Title/Position: Lecturer, TromboneProfile:
What would you say are the outstanding highlights of your professional life?
Any nights that I have sat onstage performing a Mahler symphony
Playing chamber music for President Bill and Hillary Clinton
Sharing the stage with some of the world’s finest singers and conductors
Commissioning the David Maslanka Trombone Concerto
Experiencing the deep sense of camaraderie and respect amongst fellow musicians
What do you hope to pass on to your students?
A much better understanding of the trombone to help them develop their playing potential
A burning love for music, and a respect for the process of putting it together
The rewards of discipline and hard work; the ability to take big and small steps to achieve their goals
That music is just one of many endeavors that can bring out the best in people, and can inspire us to greater things
How were you influenced by your teachers?
In addition to the technical work of becoming a better trombone player, I have always tried to keep my passion for music going strong, and to believe that the technical requirements of the instrument are to serve the greater musical goals and purpose. My teachers always seemed to “raise the bar” for me as a player, while always stressing the need to be a better musician. And they were always true gentlemen.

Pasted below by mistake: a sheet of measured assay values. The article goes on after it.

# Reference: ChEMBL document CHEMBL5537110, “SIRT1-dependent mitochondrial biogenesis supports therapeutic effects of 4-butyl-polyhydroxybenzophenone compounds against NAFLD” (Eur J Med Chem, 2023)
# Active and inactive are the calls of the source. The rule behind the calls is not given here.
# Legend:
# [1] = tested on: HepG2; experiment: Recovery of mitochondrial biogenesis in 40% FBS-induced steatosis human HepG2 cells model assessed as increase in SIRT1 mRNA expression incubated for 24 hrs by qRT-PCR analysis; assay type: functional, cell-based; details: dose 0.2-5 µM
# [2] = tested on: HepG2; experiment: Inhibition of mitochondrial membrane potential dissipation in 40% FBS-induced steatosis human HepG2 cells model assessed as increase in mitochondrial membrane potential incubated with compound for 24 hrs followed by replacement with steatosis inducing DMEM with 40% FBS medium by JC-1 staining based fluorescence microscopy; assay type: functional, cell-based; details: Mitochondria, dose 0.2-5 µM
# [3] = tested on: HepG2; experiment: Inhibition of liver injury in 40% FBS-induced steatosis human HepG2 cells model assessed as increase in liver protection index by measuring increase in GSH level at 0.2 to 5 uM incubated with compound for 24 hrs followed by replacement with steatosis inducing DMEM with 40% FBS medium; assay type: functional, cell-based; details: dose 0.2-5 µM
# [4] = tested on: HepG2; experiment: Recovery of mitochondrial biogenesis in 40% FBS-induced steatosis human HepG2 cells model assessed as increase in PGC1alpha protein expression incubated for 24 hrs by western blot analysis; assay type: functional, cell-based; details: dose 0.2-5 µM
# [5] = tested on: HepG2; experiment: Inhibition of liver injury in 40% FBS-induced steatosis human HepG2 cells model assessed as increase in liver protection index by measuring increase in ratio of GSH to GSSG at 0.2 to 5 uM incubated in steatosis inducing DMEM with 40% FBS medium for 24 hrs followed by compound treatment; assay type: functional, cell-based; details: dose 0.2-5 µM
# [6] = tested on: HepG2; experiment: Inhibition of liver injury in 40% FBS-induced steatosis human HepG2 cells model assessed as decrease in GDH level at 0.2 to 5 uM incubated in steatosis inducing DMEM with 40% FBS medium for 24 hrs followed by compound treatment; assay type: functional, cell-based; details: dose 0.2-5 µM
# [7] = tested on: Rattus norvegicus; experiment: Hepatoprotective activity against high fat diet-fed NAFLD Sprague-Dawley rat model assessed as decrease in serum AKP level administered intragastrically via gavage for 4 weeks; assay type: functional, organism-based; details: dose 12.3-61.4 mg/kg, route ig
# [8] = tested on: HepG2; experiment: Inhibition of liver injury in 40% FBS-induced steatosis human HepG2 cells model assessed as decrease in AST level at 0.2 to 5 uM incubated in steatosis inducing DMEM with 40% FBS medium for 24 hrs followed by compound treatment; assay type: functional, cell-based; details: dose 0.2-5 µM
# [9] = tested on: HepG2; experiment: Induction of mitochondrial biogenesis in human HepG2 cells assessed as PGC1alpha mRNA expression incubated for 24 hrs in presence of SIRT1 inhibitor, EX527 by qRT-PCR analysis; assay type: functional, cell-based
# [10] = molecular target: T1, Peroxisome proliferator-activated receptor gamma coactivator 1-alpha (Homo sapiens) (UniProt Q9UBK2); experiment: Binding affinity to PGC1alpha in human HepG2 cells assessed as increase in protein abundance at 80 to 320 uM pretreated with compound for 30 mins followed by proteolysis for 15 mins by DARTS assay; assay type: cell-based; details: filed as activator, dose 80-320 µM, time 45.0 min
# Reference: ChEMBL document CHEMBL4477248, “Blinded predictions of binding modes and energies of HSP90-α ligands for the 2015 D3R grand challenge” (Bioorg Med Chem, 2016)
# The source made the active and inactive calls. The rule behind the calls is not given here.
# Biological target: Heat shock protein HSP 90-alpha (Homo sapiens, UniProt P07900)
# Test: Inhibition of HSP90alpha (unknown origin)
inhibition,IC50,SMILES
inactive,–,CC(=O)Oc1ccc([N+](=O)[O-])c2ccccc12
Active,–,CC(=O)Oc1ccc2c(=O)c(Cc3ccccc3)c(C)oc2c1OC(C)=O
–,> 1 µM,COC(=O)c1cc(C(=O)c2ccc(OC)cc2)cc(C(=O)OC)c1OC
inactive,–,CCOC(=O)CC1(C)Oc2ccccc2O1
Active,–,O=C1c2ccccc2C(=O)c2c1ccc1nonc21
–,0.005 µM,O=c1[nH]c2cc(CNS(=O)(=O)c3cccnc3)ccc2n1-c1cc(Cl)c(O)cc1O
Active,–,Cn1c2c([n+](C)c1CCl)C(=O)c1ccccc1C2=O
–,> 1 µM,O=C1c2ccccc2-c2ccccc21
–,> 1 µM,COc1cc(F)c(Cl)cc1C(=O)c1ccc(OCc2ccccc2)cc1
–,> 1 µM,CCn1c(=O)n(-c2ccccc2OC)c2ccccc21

During his orchestral career Tim Conner has performed with the
Bedford Springs Festival Orchestra
Tonhalle Orchestra Zurich
During his career, he has
performed chamber music for President and Mrs. Clinton
appeared live on the CBS Morning Show, and on
NPR radio broadcasts
Tim has recorded on labels such as
He played at home plate for the Florida Marlins 1997 World Series baseball games, and for the Miami Heat. Tim has been featured several times as a concerto soloist with the Florida Philharmonic, and he has performed numerous solo recitals in several U.S. cities. Most recently, he presented a solo recital in New York City as part of the River to River Festival “Summer Stars” series.
Tim Conner grew up in the Washington, D.C. area where he studied with Milt Stevens of the National Symphony Orchestra. He received his formal musical education at the Eastman School of Music with John Marcellus. He held the position of Principal Trombone with the Florida Philharmonic Orchestra for eighteen years, until the orchestra’s financial demise in 2003.
Prof. Conner joined the faculty of the University of Miami in 1995, and began teaching full time at its Frost School of Music in 2004. In addition to teaching individual studio lessons, he conducts the Frost Trombone Choir, coaches chamber music, and teaches courses in trombone pedagogy and literature and he is a member of the South Florida Musician’s Association, the International Trombone Association, and Phi Mu Alpha Sinfonia.